Luca Ciancio, “Promoting Empirical Knowledge in Habsburg Europe: Dedicatory Letters to the Cardinal Bernardo Cles in Works of Medicine, Astronomy and Natural Philosophy (1524-1536),” Nuncius / Museo Galileo 36, no. 1 (2021): 95–118.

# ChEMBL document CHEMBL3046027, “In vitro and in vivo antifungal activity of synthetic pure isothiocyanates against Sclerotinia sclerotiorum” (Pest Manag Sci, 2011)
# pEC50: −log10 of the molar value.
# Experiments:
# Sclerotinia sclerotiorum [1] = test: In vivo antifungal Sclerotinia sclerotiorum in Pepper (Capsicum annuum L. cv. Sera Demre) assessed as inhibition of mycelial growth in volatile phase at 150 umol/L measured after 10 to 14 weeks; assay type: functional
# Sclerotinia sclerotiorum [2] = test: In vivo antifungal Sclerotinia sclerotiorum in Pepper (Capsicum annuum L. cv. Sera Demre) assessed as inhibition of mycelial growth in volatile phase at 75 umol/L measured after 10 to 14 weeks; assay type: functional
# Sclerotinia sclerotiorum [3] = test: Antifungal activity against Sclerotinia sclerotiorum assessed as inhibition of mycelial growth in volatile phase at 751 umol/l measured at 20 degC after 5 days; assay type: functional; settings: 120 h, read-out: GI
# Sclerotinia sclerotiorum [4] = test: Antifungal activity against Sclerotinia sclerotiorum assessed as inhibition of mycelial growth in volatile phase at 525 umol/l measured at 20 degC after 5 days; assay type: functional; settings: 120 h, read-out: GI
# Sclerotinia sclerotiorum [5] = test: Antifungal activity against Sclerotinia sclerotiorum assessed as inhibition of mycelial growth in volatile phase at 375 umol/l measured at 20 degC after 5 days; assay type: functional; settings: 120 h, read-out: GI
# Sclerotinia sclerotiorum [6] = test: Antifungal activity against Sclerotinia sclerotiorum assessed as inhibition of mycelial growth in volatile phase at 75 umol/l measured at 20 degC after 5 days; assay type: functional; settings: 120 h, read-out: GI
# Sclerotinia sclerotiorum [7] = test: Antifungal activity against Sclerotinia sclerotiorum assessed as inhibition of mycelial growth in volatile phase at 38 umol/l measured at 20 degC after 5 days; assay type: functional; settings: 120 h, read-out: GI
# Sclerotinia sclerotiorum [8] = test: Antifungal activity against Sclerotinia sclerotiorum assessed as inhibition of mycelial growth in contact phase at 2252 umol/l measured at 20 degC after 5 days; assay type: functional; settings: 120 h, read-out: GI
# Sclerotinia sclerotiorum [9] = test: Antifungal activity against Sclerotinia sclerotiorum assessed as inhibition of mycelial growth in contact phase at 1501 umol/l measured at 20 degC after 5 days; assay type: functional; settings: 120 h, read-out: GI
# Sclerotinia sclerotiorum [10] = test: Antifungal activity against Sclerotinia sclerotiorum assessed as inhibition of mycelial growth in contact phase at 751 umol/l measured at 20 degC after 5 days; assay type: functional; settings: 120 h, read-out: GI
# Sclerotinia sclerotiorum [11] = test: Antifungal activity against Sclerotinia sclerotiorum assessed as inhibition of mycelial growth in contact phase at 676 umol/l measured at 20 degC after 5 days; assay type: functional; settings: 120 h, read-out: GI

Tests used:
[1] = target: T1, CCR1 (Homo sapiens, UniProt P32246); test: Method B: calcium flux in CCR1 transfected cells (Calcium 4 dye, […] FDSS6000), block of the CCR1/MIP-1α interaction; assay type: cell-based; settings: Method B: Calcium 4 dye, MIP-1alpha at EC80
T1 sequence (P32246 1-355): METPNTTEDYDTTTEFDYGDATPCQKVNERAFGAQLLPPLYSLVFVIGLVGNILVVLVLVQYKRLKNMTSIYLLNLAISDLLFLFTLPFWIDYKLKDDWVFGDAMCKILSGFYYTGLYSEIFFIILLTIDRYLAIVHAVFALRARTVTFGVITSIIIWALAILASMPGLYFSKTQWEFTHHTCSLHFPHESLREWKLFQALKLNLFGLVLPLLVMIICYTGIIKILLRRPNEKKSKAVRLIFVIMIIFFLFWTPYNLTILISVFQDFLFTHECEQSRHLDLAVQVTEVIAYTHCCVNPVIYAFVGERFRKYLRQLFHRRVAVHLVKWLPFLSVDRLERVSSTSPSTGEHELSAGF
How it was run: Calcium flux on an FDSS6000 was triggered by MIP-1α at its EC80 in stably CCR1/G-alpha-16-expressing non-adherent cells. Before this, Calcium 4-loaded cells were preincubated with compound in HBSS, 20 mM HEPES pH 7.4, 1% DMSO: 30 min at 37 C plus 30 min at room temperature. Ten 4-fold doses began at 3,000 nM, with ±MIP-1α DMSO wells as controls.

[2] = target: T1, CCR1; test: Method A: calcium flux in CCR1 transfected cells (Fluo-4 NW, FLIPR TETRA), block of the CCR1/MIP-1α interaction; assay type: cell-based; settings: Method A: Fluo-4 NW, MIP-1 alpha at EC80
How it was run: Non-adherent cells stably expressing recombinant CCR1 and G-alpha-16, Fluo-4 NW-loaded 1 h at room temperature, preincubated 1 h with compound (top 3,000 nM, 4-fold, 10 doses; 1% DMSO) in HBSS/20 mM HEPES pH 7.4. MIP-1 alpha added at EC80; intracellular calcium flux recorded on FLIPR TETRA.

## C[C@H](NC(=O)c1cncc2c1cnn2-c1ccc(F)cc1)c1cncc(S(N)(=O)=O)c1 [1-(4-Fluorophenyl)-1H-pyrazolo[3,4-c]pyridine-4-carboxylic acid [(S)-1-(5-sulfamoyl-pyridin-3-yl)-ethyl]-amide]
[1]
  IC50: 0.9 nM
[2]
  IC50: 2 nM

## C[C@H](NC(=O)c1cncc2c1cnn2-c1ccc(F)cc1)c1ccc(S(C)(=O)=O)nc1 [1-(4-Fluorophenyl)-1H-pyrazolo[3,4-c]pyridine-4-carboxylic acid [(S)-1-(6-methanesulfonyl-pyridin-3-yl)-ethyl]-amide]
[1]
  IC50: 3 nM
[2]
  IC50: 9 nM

Abstract: Recent studies on the functions performed by natural and mathematical sciences in Renaissance courts have shown how closely and extensively the domains of medicine, astrology and politics interacted with each other. The dedicatory letters to Cardinal and Prince-Bishop Bernardo Cles printed in works of medicine, astronomy and natural philosophy by scholars like Marco Antonio Rozoni (1524), Sebastian Münster (1527), Luca Gaurico (1531) Pietro Antonio Mattioli (1533) and Ludovico Nogarola (1536) reveal how much attention Ferdinand I’s Supreme Chancellor, a prelate and politician of unquestioned authority and power, devoted to such influential domains of natural science. In particular, they suggest that Bernardo was not unfavorable to a view of natural knowledge inspired by the anti-astrological skepticism of Giovanni Pico della Mirandola. What is more, his intellectual proximity to learned physicians working in the wake of Nicolò Leoniceno’s medical humanism lends credit to the image of a patron, and a ruler, who was oriented to rely preferably on natural knowledge grounded in repeatable sensorial experience.